For any student with even the slightest desire to study abroad: I encourage you to do it.
Let me first say, it’s important to have the means. I’m so fortunate that my family was able to help support my month studying abroad, but just because you may not have the financial means doesn’t mean it’s impossible. Plenty of schools and organizations have opportunities to send students abroad to learn about the culture of other countries or even to go immerse them in the language. Whatever it is, by whatever means, studying abroad is something every student should try to pursue.
For me, my trip to Cambridge in England was one that pulled me out of an American stupor. There was a phrase my peers kept saying “England thinks a hundred miles is a long distance, and America thinks a hundred years is a long time.” For a country that has the same language as we do, there are so many differences that were important to explore.
In California, some of the oldest pieces of Christian history you can run into are the missions down the coast (as every fourth grader in California should know). In Cambridge, a walk down the street to grab some gelato will land you right next to where the White Horse Tavern stood, which is allegedly where English protestant reformers met to discuss Lutheran ideas.
On the flipside, I spent a weekend hiking with some friends and professors. In one of the hostels we stayed in, I was talking with a woman who had just dropped her parents off.
“It’s about a four hour drive so I figured I’d stay the night mid-way before continuing on,” she’d explained to me. Coming from someone who’s driven from Oakdale to LA without a bathroom break, I was rather surprised, but realized that this was just normal for her.
On a school note, I completed four units in my three weeks in Cambridge. Beforehand, I’d spent a few days in London with my mom and cousins, and afterward I’d spent a weekend in Paris with a few friends. In those two bookend instances, I was irrevocably a tourist. When in Cambridge, I was part of the city.
Mornings were spent doing classes. Torrey Honors Institute, the classical learning program I’m part of at Biola University and the organization that I was doing my units with, runs classes as Socratic seminars. Essentially, there isn’t a lecture; the students discuss whatever book we’ve been assigned to read for three hours with the help of a professor and an opening question.
I love this way of learning, and it was especially valuable because the professors designed a curriculum centered around Cambridge. When we read the sermons of Charles Simeon, we did our session in Holy Trinity Church, where he’d preached over two hundred years ago. During the time, we’d read works from authors like Milton and Spenser and then we could go visit the colleges they studied at and the gardens they’d sat in.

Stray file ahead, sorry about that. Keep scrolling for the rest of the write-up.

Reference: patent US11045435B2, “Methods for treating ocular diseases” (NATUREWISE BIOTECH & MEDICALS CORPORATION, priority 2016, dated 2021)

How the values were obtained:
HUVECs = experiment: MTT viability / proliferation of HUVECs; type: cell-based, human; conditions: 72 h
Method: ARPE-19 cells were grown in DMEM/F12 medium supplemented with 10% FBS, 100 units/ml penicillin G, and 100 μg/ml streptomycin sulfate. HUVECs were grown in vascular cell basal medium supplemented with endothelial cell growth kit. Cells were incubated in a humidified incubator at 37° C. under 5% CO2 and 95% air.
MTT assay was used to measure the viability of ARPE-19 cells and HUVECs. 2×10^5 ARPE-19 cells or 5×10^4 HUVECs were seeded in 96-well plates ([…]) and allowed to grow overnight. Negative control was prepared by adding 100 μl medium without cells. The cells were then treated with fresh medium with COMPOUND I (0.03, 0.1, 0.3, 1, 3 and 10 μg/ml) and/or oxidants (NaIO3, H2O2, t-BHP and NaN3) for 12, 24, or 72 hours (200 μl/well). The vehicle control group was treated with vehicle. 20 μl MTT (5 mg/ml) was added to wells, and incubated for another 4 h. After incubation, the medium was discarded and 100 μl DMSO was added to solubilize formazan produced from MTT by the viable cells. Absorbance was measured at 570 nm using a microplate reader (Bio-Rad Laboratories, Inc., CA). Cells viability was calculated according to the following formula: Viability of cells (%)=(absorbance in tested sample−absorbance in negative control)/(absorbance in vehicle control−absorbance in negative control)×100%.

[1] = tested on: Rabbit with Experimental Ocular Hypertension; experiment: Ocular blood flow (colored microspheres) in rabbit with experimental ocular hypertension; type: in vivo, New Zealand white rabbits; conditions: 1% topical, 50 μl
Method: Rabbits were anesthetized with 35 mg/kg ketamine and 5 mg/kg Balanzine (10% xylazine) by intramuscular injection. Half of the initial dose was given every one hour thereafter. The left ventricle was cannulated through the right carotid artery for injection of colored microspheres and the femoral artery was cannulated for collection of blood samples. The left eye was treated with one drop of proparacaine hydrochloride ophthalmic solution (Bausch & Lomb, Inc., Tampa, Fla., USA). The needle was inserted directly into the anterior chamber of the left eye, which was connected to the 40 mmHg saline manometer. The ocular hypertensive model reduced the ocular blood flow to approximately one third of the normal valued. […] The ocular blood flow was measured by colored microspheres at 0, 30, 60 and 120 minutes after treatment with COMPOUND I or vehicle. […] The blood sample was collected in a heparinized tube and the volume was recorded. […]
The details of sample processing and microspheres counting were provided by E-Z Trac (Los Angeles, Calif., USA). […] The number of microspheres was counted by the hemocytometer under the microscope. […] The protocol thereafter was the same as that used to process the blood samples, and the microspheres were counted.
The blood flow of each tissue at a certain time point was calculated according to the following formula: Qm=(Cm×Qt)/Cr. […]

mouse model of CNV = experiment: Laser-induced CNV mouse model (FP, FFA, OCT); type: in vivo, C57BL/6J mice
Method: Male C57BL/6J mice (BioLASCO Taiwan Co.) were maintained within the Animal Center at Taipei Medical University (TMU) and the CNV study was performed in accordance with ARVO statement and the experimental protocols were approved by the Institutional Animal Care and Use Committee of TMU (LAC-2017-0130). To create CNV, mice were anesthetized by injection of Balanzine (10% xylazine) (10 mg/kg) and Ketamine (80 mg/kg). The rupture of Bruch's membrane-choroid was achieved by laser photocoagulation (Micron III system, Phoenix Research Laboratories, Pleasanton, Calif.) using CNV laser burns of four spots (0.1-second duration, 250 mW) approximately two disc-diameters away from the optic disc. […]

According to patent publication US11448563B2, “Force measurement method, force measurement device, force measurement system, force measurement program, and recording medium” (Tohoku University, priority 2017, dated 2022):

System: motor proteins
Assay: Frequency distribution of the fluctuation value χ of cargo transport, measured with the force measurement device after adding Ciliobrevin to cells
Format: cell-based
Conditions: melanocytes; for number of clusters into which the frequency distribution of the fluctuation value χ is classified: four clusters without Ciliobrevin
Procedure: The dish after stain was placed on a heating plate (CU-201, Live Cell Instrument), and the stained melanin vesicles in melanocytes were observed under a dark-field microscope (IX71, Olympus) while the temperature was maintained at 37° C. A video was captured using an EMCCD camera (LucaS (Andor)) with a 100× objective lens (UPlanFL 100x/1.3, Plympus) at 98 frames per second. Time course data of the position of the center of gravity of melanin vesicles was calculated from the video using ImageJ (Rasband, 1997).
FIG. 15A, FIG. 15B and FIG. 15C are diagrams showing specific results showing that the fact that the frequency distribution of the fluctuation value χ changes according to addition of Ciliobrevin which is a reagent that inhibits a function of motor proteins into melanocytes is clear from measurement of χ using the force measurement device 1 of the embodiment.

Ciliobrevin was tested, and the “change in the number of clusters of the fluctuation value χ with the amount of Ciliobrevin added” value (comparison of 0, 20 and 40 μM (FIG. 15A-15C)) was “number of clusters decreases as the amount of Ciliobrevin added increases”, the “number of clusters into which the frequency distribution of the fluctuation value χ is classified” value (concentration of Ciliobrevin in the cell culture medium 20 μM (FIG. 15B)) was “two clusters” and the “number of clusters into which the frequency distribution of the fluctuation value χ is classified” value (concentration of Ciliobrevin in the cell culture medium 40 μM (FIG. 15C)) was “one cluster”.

I don’t know if I would describe anything as culture shock, as they were really just cultural quirks in comparison to my American life. When I visited Bath, one of our group had fallen and twisted her ankle. The workers there cared for her well and quickly, but didn’t seem concerned with us suing them or anything like that, because that’s just not how things are done there. They were just naturally kind and polite without any ulterior motive.
There were a few other quirks in Cambridge and just England altogether: cows were allowed to roam through parks, tea was offered at every establishment, jaywalking is a social norm, and major historical sites are tucked into every corner.
Being part of the city meant participating in interesting things. A headline from Cambridgeshire Live the weekend we arrived was “The massive python slithered past my house and now I’m searching for it.” The rest of the trip was spent getting updates on the python and stalking his rather funny twitter alter-ego. But part of the city also meant maneuvering around peaceful protests that were rallying against climate change and shutting down major roads for a “car-free” weekend.
There were a few American things I did miss. On the Fourth of July, we didn’t see any fireworks. However on the fifth of July, some colleges were celebrating their graduating class and then we got to see some fireworks. We pretended it was patriotic.
My favorite part of traveling abroad was the amazing sights. The gorgeous greenery, the vibrant views, the historical homes. We’d walk around London and casually see the London Eye in the distance, wander around a town in the Lake District and find William Wordsworth’s grave, take a ride down the Cam and see some of Cambridge’s oldest colleges, or just walk down the street in search of a book store and find the Corpus Clock, unveiled by Stephen Hawking in 2008.
Altogether it was so interesting and valuable to see what the world has to offer outside of America. I got homesick, don’t get me wrong, but it was eye-opening to see what I’d been missing and just how old the world is. England was wonderful, but I’m setting my sights farther now, and I’m ready to get out and explore again.
Autumn Neal is a summer intern for The Oakdale Leader and will be returning to her studies at Biola University in the fall.